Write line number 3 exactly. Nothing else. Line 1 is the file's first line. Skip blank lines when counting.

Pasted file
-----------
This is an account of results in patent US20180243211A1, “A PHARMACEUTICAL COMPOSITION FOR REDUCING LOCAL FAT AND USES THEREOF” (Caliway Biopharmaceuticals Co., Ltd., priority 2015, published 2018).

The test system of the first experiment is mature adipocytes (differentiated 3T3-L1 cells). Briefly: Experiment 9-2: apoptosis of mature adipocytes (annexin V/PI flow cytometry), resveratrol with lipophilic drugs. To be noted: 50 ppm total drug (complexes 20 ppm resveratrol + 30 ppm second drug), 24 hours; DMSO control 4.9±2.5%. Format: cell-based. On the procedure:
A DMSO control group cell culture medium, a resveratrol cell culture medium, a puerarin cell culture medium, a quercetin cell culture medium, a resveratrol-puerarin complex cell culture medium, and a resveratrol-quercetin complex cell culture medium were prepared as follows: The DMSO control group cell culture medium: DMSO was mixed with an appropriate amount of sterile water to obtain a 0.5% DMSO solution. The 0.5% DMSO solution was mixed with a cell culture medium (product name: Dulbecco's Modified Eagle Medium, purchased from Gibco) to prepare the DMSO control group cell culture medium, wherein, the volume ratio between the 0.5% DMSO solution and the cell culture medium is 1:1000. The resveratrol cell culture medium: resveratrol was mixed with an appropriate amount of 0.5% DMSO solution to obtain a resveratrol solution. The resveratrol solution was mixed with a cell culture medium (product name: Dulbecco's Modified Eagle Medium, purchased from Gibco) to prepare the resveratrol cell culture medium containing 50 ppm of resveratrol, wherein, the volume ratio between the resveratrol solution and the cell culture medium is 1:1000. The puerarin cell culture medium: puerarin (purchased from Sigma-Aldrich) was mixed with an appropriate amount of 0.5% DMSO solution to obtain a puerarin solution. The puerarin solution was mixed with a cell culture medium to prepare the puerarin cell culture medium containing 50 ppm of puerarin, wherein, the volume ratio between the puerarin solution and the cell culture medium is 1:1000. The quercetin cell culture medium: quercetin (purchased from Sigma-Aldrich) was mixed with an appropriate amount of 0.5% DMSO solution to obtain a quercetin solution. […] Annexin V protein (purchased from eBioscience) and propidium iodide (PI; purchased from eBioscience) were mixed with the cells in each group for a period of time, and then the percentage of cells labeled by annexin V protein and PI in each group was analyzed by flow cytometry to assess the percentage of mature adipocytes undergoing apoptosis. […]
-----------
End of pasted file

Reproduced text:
A DMSO control group cell culture medium, a resveratrol cell culture medium, a puerarin cell culture medium, a quercetin cell culture medium, a resveratrol-puerarin complex cell culture medium, and a resveratrol-quercetin complex cell culture medium were prepared as follows: The DMSO control group cell culture medium: DMSO was mixed with an appropriate amount of sterile water to obtain a 0.5% DMSO solution. The 0.5% DMSO solution was mixed with a cell culture medium (product name: Dulbecco's Modified Eagle Medium, purchased from Gibco) to prepare the DMSO control group cell culture medium, wherein, the volume ratio between the 0.5% DMSO solution and the cell culture medium is 1:1000. The resveratrol cell culture medium: resveratrol was mixed with an appropriate amount of 0.5% DMSO solution to obtain a resveratrol solution. The resveratrol solution was mixed with a cell culture medium (product name: Dulbecco's Modified Eagle Medium, purchased from Gibco) to prepare the resveratrol cell culture medium containing 50 ppm of resveratrol, wherein, the volume ratio between the resveratrol solution and the cell culture medium is 1:1000. The puerarin cell culture medium: puerarin (purchased from Sigma-Aldrich) was mixed with an appropriate amount of 0.5% DMSO solution to obtain a puerarin solution. The puerarin solution was mixed with a cell culture medium to prepare the puerarin cell culture medium containing 50 ppm of puerarin, wherein, the volume ratio between the puerarin solution and the cell culture medium is 1:1000. The quercetin cell culture medium: quercetin (purchased from Sigma-Aldrich) was mixed with an appropriate amount of 0.5% DMSO solution to obtain a quercetin solution. […] Annexin V protein (purchased from eBioscience) and propidium iodide (PI; purchased from eBioscience) were mixed with the cells in each group for a period of time, and then the percentage of cells labeled by annexin V protein and PI in each group was analyzed by flow cytometry to assess the percentage of mature adipocytes undergoing apoptosis. […]